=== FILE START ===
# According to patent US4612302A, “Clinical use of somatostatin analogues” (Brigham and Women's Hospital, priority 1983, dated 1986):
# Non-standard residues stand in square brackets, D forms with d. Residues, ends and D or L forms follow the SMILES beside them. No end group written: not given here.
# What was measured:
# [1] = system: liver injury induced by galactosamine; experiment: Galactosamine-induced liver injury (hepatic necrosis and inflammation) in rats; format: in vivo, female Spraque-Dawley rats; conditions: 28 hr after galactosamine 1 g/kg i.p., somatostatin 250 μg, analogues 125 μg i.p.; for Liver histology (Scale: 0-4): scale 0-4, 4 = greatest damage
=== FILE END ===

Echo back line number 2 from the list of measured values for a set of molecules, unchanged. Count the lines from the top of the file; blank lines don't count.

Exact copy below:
# Non-standard residues stand in square brackets, D forms with d. Residues, ends and D or L forms follow the SMILES beside them. No end group written: not given here.